Wage Inequality in the United Kingdom, 1975-99
by Eswar Prasad
(June 2002)
published in: IMF Staff Papers, 2002, 49 (3), 339-362

This paper uses micro data from the New Earnings Survey to document that cross-sectional wage inequality in the U.K., which rose sharply in the 1980s and continued to rise moderately through the mid-1990s, has remained essentially unchanged in the latter half of the 1990s. As in the U.S., changes in within-group inequality are shown to account for a substantial fraction of the rise in wage dispersion that has occurred over the last 25 years. However, shifts in the structure of employment including changes in the occupational and industrial composition of aggregate employment are also shown to have had important effects on the evolution of wage inequality. In addition, there has been a significant convergence of the wage distributions for men and women; this has had a stabilizing effect on the overall wage distribution.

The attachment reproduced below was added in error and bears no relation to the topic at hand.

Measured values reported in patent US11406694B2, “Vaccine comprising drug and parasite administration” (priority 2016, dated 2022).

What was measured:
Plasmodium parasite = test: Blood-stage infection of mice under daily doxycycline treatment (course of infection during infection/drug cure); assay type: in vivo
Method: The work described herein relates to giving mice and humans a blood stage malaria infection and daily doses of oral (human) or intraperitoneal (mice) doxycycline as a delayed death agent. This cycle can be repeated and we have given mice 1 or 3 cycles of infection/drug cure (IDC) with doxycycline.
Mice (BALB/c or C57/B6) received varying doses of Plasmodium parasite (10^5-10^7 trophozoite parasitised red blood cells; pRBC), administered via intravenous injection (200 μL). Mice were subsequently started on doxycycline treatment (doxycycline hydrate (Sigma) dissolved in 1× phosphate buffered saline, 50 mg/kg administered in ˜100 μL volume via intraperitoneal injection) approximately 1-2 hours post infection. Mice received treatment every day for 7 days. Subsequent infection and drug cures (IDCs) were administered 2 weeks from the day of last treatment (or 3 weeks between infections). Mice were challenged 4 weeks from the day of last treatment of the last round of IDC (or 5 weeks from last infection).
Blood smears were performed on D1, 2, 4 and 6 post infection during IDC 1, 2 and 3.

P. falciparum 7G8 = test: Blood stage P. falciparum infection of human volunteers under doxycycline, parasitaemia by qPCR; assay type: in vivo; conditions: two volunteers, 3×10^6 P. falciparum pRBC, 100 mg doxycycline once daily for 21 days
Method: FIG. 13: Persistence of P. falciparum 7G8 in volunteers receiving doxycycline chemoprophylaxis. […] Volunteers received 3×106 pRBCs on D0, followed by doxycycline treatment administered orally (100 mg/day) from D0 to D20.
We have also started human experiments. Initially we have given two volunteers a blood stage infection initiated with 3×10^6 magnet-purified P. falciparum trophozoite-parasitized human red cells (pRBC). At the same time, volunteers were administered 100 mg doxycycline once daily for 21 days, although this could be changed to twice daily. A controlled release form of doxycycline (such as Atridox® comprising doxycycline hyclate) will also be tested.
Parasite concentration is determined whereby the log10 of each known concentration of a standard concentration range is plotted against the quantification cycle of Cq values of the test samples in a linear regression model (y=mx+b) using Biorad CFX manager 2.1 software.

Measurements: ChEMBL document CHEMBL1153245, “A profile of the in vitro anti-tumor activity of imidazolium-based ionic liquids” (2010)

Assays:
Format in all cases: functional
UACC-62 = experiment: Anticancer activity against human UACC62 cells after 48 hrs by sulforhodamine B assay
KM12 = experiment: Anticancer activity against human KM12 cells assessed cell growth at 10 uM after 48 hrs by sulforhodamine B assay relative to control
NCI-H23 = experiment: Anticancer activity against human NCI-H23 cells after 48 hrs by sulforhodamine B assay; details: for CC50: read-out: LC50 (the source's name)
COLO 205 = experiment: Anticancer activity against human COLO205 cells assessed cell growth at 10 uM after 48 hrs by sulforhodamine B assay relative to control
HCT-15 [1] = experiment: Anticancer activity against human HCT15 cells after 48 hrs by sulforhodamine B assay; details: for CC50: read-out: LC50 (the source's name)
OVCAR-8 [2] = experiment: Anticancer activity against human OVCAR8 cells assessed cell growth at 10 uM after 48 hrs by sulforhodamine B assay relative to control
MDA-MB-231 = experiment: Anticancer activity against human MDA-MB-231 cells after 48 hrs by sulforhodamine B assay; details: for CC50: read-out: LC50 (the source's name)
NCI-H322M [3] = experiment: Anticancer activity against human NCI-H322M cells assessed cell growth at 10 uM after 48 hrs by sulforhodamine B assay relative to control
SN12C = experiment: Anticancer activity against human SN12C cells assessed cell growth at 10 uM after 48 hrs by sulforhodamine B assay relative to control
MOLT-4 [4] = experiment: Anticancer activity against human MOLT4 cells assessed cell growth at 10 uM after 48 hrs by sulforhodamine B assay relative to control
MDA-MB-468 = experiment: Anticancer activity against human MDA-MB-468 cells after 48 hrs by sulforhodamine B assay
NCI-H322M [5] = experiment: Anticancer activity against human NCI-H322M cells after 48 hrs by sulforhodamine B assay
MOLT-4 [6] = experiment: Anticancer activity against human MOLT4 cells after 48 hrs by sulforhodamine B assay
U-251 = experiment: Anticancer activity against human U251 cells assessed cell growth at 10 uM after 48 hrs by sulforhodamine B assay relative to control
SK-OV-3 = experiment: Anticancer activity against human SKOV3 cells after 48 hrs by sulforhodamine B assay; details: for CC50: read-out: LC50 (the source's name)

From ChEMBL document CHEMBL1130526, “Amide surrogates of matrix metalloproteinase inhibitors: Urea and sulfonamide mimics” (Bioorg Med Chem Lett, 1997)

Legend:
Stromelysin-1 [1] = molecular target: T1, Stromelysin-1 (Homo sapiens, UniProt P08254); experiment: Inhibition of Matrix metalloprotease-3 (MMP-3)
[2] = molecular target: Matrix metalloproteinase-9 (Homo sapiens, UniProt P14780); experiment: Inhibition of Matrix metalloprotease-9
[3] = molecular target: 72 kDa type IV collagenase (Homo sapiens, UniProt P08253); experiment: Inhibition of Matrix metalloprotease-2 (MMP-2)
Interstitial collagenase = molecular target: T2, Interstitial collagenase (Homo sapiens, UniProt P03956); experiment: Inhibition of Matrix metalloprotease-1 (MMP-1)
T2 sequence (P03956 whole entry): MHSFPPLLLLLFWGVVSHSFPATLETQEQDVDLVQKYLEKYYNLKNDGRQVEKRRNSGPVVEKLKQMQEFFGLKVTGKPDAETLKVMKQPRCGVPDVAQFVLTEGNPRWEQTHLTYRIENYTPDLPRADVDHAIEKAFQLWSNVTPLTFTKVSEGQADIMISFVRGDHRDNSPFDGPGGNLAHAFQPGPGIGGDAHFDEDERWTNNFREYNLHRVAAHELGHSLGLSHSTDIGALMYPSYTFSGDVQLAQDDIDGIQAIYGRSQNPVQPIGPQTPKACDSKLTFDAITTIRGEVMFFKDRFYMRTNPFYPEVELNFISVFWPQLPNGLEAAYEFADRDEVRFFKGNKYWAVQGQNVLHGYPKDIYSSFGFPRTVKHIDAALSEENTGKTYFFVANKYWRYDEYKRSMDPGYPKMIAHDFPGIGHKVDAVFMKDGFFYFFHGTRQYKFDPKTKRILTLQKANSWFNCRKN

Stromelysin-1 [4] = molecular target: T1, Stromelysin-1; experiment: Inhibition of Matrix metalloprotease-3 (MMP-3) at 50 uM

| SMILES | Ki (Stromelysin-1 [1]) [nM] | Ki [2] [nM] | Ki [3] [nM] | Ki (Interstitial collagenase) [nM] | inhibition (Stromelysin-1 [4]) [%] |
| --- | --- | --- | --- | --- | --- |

Text: See Discussion Paper No. 510